Today's Edition News Sports Obits Digital FAQ Weather Events Contests Classifieds Autos jobs jobs Search
story.lead_photo.caption Taking care of the soil and properly germinating seeds can help those hoping to successfully grow native plants.

For some gardeners, the idea of a native prairie is more exciting than a lawn or garden of exotic plants.

Growing native plants from seed was the subject of a Thursday virtual program by the Missouri Department of Conservation.

Specifically, viewers learned about cold stratification — a process necessary for the germination of many trees, shrubs and perennials.

Growing from seed is more cost effective, MDC naturalist Rena Schmidt said. Similarly, rare or less popular plants can often be difficult to find in nurseries and might be more readily available as seeds.

"The less common, the less popular a plant is, the less likely you're going to be able to get it from nurseries," Schmidt said.

The process can also be less labor intensive.

"Another reason that you want to grow from seeds is essentially it's less labor intensive," she said. "If you're planting like a huge plot, it's a lot easier to do seeds than it is to plant. It's also easier if maybe you're not the most physically fit."

Schmidt told viewers to look for seeds for plants that grow in their region, as native plants will grow better than other plants. Shopping from a Missouri distributor can help.

When deciding where to eventually plant seeds, gardeners should determine sunlight exposure, soil moisture level and soil type. It's also helpful to look at what's already growing in the plot.

"Weeds are actually helpful in determing what you can plant there yourself after you remove the weeds," Schmidt said. He recommended gardeners research the requirements of the weeds to see if the plants they want to grow have similar requirements.

After removing weeds, the next step is to till the soil.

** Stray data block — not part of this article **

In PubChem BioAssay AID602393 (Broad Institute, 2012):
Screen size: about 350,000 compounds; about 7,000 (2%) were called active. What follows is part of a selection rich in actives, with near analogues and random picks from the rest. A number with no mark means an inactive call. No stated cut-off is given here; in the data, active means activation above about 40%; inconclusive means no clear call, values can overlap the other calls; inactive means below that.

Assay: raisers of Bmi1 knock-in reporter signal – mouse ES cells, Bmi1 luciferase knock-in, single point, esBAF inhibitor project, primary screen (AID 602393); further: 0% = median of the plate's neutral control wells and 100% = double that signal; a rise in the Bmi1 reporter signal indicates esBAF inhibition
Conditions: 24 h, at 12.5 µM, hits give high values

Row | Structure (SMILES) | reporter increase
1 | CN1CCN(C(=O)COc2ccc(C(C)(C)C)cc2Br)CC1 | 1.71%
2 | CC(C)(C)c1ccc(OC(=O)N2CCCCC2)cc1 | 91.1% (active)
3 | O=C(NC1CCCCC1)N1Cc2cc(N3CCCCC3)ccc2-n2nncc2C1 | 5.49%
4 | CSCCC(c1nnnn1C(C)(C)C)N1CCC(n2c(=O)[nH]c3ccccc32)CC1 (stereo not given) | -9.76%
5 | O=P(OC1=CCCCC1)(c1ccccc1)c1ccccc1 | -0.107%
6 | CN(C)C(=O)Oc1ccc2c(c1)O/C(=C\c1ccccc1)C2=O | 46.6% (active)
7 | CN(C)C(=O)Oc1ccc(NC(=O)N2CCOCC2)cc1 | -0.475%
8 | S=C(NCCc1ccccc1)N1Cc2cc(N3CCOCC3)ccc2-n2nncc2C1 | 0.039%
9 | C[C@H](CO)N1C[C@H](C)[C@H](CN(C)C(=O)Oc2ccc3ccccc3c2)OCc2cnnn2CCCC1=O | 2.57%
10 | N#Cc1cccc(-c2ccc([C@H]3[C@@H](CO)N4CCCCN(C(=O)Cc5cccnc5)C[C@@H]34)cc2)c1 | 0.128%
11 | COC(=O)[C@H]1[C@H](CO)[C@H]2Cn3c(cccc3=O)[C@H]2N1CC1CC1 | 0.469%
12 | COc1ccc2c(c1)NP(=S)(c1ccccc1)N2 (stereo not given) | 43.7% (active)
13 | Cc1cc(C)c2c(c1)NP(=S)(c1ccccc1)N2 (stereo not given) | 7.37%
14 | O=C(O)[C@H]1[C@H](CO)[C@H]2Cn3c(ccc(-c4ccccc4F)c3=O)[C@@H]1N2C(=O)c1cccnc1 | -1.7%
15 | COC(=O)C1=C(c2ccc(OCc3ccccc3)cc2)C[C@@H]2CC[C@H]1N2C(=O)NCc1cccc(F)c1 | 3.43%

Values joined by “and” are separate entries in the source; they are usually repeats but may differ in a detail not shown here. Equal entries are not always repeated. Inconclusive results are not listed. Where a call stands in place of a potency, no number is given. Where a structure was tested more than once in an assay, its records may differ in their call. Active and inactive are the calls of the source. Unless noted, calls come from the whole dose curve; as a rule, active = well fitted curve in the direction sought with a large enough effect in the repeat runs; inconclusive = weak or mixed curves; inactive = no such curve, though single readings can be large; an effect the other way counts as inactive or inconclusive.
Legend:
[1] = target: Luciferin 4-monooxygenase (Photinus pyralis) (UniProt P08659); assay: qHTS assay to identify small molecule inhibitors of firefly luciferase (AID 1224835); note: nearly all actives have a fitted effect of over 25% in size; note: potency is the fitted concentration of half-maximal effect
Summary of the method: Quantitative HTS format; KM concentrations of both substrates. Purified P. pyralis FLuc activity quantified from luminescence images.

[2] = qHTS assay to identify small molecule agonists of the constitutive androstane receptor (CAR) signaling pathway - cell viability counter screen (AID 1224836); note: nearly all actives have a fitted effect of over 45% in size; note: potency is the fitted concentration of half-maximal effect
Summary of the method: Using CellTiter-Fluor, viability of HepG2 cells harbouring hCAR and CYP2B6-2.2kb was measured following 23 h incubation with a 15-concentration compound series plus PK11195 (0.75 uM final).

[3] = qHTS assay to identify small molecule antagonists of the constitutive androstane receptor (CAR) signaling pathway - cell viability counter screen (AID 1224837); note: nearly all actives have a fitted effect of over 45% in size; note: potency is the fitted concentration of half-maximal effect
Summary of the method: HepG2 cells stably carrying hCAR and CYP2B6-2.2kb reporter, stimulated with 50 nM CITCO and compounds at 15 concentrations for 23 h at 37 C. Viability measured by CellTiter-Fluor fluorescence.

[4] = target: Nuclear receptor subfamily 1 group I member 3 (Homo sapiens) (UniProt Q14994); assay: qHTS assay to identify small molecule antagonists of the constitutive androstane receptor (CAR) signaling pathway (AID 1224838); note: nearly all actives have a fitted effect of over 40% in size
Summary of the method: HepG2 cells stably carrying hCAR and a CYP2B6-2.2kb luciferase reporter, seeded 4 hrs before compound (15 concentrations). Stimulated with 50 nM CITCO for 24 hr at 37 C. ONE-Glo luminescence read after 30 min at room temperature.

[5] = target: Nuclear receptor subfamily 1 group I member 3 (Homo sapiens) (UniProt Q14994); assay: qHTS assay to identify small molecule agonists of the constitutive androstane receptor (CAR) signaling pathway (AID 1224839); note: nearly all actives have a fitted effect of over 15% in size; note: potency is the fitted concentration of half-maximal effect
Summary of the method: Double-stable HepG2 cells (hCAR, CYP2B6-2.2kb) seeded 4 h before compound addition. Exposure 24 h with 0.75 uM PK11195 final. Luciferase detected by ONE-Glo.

One common method of planting involves simply tossing seeds out into the garden, but the focus of the MDC presentation was another method — cold stratification, which can increase germination rates by controlling the environment.

"If you just throw them out in the yard, anything can happen," Schmidt said.

Schmidt outlined cold stratification methods — one uses the refrigerator to simulate winter.

"I prefer the refrigerator method personally just because I don't like the maintenance of the tray method," Schmidt said.

Stratification in the refrigerator prevents birds from eating seeds.

"Our native birds enjoy our native seeds," she said. "That's what they've eaten for eons."

Stratification mimics winter — a season necessary for many native Missouri plants to germinate.

For the refrigerator method, add seeds to a plastic bag and covered with sand or vermiculite. Moisten the mixture and place the baggies, marked with the date. They should stay in the cold for several months.

In spring, after the last frost, which is typically in April, empty the bags into the plot.

Another method involves planting the seeds initially in covered trays and leaving them outside to actually experience winter.

Prairie Moon Nursery offers online resources helpful for growing native plants, Schmidt said. These resources can be found at

COMMENTS - It looks like you're using Internet Explorer, which isn't compatible with our commenting system. You can join the discussion by using another browser, like Firefox or Google Chrome.
It looks like you're using Microsoft Edge. Our commenting system is more compatible with Firefox and Google Chrome.